Sunday, December 25, 2011

Family Customs of Koreans

From olden times, the Korean nation regarded it as part of mores to make much of politeness and help each other. In particular, it became customary to respect seniors like parents, take care of juniors and live harmoniously. This can be known through history records.
Conjugal relations
The Koreans strove to ensure a harmonious family life, thinking that everything goes well with a harmonious family. From of old, in Korea, both man and wife managed their household together in unity. So they led a harmonious life—the man never treated his wife cruelly. Such way of life promoted the conjugal relations soundly and morally.

An old record of a foreign country says that in Ancient Korea (the early 30th century B.C.–108 B.C.) women were well-behaved and trustworthy. The conjugal relations based on good behaviour and trust can be proved by the Story of Tomi and His Wife recorded in Samguksagi (the Chronicles of the Three Kingdoms).

Tomi, a man of Paekje (the late 1st century B.C.–660), was faithful, and his wife was well known for her beauty, chastity and good behaviour. In spite of temptation and compulsion by King Kaeru, the head of Paekje’s feudal ruling class, the couple held fast to their conjugal trust and obligation so that they were held in affection by the people.

In Korea it is a custom for married man and woman to live together to the end of their life without swerving from the path of trust and obligation. So the saying “Until the hair turns grey” has long been handed down. It means that man and wife should live in harmony until their hair turns grey, that is, as long as they are alive. It shows that it is a custom of Korea for man and wife to hold fast to what they promise when they are married.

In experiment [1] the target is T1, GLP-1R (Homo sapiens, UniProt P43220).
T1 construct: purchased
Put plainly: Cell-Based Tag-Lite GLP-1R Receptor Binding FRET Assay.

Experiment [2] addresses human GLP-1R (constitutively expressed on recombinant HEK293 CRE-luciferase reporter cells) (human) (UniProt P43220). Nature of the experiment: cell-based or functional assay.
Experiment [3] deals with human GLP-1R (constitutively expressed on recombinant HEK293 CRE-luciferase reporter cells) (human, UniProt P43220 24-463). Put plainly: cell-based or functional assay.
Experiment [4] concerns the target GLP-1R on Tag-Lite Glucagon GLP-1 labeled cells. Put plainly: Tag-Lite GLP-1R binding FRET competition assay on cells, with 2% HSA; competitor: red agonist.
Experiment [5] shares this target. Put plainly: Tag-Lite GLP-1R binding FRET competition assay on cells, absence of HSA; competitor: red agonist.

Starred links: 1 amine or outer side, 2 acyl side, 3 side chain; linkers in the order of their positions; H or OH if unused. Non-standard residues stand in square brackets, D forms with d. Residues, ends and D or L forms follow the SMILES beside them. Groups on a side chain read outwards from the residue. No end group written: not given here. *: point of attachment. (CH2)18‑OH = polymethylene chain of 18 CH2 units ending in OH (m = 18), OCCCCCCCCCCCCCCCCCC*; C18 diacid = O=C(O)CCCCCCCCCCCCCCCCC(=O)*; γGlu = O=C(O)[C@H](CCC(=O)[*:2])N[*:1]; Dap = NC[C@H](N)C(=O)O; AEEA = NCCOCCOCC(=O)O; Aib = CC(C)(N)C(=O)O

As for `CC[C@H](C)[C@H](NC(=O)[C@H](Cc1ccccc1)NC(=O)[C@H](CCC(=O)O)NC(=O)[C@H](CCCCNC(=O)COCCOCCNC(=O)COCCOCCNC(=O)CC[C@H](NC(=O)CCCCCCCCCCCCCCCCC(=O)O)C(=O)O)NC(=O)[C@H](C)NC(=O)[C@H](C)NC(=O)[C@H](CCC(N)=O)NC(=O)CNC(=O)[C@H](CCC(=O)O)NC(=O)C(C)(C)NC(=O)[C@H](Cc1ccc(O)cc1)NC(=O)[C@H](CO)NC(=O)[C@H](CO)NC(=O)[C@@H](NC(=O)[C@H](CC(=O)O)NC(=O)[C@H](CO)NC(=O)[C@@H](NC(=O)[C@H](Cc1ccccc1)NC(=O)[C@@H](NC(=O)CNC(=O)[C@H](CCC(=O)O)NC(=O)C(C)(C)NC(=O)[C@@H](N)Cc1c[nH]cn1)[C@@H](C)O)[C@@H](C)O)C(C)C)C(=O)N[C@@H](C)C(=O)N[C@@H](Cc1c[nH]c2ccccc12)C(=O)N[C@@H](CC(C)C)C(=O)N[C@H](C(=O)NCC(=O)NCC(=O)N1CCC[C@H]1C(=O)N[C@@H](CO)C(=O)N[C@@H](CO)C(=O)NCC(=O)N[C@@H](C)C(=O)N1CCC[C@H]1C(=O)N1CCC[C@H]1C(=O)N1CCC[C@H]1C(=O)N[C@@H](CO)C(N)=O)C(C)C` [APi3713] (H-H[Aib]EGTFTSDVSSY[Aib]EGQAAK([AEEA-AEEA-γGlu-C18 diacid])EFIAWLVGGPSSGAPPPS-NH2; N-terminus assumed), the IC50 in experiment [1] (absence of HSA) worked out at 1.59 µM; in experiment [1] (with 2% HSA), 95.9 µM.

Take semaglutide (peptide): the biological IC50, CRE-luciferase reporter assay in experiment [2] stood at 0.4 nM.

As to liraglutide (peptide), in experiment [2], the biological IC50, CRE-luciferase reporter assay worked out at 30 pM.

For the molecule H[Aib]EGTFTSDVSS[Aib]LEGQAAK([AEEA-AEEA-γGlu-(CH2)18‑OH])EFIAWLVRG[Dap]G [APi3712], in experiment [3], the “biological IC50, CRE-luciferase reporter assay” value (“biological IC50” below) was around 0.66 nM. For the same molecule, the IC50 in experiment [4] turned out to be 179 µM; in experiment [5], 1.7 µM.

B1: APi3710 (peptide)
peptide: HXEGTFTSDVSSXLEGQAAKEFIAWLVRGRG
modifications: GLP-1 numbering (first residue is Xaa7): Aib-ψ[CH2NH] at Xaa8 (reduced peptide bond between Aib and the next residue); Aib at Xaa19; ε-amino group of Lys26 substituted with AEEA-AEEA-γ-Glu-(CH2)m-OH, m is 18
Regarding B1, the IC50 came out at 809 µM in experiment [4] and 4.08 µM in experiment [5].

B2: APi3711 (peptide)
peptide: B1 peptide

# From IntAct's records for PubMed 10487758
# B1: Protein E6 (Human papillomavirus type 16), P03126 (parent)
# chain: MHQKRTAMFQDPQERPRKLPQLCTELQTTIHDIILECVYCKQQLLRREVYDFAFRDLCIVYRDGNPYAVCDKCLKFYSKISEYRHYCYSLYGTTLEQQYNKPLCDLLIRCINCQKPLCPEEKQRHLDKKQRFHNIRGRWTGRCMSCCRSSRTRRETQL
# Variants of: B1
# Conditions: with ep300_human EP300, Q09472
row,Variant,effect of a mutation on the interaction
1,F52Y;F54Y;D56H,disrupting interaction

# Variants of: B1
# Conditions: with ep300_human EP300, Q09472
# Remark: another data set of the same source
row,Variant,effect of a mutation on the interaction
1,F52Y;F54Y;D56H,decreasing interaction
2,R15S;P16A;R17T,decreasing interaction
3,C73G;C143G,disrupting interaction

The conjugal relations are also based on mutual affection and respect.

Here is a short story. Kang Su, who was a famous writer in the 7th century, married a daughter of a smith. His father, who was unpleased with their marriage, tried to marry him to a woman of a neighbouring village. Kang Su refused to do so, saying that according to the ancients, a man should not slight his wife who shared with him in his hardships while eating chaff, and that so he couldn’t discard his wife. Despite his father’s coercion, Kang Su remained faithful to his wife. This shows that in Korea men and women, once married, maintained their conjugal relations based on love, respect, trust and faith from olden times.

This is a traditional living custom of the Korean people who made much of truth and morals while hating dissipation. It enabled man and wife to manage their household in cooperation while supporting each other.

(To be continued )

Kim Won Nam

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